Authors: Ben Linders, James Morgan, Jeffrey Liker


Mohammad Anas Wahaj | 30 aug 2019

Considering increase in online population and also number of websites, it becomes imperative for those with websites to give special emphasis on latest web design and technologies to differentiate. Peter Boyd, attorney and founder of PaperStreet, suggests latest web design, development, content, SEO (Search Engine Optimization) and PPC (Pay Per Click) trends to increase traffic and improve engagement to the website - (1) Design Trends: Bigger is better and embrace wide designs to give more space to visual images; Consistent branding across all media; Mobile friendly design is a must; Incorporate compelling videos before the fold to increase conversion rates; Include reviews feed on website; Declutter website with minimalist design approach; Have detailed information on the leadership team for better connect and personal touch; Give opportunities to audience to interact through drop-down menus, hover states, unique pages leads, chatbots etc. (2) Development Trends: Mobile optimization; Chatbot technology; Americans with Disability Act (ADA) compliance; Push notifications; Fast website loading speed. (3) Content Trends: Long-form content; Include knowledge and education resources; Use storytelling approach to connect at a personal level with audience. (4) SEO & PPC Trends: Cross-channel marketing including paid search, organic search and social media ad campaigns; Use organic link building and naturally used keywords and keyword phrases; Niche marketing to the specific practice area and demographic; Facebook targeted advertising. Read on...

Forbes: The Hottest Website Trends Of 2019
Author: Peter Boyd


Mohammad Anas Wahaj | 27 aug 2019

Researchers from IIT-Madras (Tamil Nadu, India), Prof. Asokan Thondiyath and research scholar Nagamanikandan Govindan, have designed and developed a multimodal robotic system, termed as 'Grasp Man', that has good grasping, manipulation and locomotion abilities. Their research, 'Design and Analysis of a Multimodal Grasper Having Shape Conformity and Within-Hand Manipulation With Adjustable Contact Forces', is recently published in ASME Journal of Mechanisms and Robotics. The robot is fitted with a pair of graspers that provide morphological adaptation, enabling it to conform to the geometry of the object being grasped, and allowing it to hold objects securely and manipulate them much like the human hand. The two graspers are equipped with a robotic platform that provides behavioural adaptation. The robot will have various industrial applications such as pipe inspection, search-and-rescue operations, and others that involve climbing, holding, and assembling. Prof. Asokan says, 'The motivation behind this research is to realise a robot with a minimalistic design that can overcome the need for task-specific robots that are capable of navigating and manipulating across different environments without increasing the system complexity.' Read on...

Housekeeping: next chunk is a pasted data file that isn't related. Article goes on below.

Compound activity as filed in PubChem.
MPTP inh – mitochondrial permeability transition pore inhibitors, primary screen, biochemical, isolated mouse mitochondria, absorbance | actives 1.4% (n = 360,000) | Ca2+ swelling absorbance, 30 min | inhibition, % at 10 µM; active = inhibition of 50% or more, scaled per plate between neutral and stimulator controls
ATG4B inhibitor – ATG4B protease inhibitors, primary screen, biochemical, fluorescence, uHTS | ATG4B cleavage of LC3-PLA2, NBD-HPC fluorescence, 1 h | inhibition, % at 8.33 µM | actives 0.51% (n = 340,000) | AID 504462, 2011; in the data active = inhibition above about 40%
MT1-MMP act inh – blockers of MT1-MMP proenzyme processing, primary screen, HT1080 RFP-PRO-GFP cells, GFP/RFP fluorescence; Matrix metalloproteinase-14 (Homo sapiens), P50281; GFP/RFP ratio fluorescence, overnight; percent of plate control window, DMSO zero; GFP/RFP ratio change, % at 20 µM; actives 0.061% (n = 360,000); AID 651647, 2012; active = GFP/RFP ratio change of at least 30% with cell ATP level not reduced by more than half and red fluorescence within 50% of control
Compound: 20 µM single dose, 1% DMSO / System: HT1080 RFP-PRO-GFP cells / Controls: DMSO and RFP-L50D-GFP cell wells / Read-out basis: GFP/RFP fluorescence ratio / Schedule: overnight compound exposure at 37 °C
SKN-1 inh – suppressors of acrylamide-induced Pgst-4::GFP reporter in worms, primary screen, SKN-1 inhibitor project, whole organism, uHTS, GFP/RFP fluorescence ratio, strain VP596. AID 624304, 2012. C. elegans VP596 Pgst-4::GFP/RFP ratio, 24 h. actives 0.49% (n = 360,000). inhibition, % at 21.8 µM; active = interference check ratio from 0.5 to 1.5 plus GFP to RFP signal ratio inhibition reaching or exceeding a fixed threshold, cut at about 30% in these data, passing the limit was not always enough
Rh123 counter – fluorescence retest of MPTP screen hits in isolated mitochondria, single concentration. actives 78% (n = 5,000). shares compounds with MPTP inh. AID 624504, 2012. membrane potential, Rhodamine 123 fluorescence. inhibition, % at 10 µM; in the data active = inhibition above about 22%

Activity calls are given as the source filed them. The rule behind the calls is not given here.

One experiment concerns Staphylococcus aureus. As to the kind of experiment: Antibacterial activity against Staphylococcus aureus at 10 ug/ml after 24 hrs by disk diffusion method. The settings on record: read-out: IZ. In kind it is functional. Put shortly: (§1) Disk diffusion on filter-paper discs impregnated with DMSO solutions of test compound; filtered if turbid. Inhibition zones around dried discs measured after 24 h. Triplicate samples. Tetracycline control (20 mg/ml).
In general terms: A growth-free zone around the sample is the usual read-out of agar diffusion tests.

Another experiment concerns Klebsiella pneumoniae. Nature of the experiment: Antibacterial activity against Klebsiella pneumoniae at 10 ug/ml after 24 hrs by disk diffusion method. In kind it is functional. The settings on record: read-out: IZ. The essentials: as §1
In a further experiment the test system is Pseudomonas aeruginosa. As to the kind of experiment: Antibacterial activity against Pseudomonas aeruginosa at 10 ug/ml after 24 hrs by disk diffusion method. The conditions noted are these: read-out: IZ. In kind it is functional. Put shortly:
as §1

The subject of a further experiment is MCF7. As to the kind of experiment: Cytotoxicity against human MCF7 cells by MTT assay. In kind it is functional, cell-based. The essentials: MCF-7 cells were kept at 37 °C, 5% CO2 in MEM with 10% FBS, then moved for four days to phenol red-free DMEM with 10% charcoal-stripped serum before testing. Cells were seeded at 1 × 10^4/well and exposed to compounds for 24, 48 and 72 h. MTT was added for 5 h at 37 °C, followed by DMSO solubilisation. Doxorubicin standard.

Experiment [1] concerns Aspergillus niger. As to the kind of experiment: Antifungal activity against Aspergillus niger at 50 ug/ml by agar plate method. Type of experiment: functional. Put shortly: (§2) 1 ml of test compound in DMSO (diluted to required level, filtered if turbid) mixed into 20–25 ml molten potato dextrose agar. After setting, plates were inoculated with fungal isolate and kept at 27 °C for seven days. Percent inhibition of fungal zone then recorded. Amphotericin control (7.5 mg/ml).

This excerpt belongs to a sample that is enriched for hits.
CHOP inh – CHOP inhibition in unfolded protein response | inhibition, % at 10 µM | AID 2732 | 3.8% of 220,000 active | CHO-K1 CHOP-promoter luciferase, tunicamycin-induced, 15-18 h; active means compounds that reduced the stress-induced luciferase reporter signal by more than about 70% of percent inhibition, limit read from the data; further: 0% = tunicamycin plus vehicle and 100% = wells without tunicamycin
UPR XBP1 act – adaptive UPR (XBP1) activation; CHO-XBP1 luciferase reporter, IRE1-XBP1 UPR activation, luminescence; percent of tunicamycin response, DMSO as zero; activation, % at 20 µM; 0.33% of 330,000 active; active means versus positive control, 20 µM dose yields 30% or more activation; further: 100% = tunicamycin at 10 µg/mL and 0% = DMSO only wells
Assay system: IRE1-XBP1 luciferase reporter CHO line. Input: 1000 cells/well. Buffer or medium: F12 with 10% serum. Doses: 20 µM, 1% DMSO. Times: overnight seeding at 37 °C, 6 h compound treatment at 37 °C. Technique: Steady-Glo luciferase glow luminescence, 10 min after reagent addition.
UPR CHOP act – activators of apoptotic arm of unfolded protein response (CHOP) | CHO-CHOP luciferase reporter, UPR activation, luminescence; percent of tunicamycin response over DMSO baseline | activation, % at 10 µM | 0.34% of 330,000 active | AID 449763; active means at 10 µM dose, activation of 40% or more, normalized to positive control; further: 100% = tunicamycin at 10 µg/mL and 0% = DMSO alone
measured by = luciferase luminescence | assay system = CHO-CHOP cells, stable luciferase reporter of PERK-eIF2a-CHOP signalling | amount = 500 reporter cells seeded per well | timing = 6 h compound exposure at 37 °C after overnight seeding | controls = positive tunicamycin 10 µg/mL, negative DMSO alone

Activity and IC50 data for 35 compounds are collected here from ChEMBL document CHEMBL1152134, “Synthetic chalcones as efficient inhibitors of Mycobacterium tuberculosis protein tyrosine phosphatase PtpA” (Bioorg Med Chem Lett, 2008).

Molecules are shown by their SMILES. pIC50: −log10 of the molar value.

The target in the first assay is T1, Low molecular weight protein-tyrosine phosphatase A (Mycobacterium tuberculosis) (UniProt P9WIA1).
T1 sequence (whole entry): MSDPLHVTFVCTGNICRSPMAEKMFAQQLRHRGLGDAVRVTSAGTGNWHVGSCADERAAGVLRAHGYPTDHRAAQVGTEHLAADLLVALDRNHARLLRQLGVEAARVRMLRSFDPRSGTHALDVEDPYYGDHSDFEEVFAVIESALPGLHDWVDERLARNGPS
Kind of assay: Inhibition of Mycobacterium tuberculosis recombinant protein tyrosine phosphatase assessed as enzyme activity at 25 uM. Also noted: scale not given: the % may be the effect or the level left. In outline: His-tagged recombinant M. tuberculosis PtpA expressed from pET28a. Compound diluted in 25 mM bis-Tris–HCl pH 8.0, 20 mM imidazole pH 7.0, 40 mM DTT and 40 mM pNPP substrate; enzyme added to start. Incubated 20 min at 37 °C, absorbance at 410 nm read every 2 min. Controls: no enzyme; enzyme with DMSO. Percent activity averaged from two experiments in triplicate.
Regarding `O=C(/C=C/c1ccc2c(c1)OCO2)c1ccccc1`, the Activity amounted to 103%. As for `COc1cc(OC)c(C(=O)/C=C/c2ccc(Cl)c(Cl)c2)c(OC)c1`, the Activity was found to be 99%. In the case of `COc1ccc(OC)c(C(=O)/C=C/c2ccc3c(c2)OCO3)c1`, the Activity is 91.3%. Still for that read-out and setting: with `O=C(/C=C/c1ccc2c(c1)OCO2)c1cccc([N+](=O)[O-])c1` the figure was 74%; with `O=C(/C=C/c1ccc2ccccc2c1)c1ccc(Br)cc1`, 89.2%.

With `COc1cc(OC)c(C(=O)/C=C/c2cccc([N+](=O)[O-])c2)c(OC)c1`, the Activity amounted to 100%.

YourStory: IIT-Madras researchers design robot with graspers that function like the human hand
Author: Teja Lele Desai


Mohammad Anas Wahaj | 26 aug 2019

Research study, 'Onboard Evolution of Understandable Swarm Behaviors', published in Advanced Intelligent Systems by researchers from University of Bristol (Simon Jones, Sabine Hauert) and University of the West of England (Alan F. Winfield, Matthew Studley), brings development of a new generation of swarming robots which can independently learn and evolve new behaviours in the wild a step closer. Researchers used artificial evolution to enable the robots to automatically learn swarm behaviours which are understandable to humans. This could create new robotic possibilities for environmental monitoring, disaster recovery, infrastructure maintenance, logistics and agriculture. This new approach uses a custom-made swarm of robots with high-processing power embedded within the swarm. In most recent approaches, artificial evolution has typically been run on a computer which is external to the swarm, with the best strategy then copied to the robots. Prof. Jones says, 'Human-understandable controllers allow us to analyse and verify automatic designs, to ensure safety for deployment in real-world applications.' Researchers took advantage of the recent advances in high-performance mobile computing, to build a swarm of robots inspired by those in nature. Their 'Teraflop Swarm' has the ability to run the computationally intensive automatic design process entirely within the swarm, freeing it from the constraint of off-line resources. Prof. Hauert says, 'This is the first step towards robot swarms that automatically discover suitable swarm strategies in the wild. The next step will be to get these robot swarms out of the lab and demonstrate our proposed approach in real-world applications.' Prof. Winfield says, 'In many modern AI systems, especially those that employ Deep Learning, it is almost impossible to understand why the system made a particular decision...An important advantage of the system described in this paper is that it is transparent: its decision making process is understandable by humans.' Read on...

Engineering.com: Robots Learn Swarm Behaviors, Aim to Escape the Lab
Author: NA


Mohammad Anas Wahaj | 05 aug 2019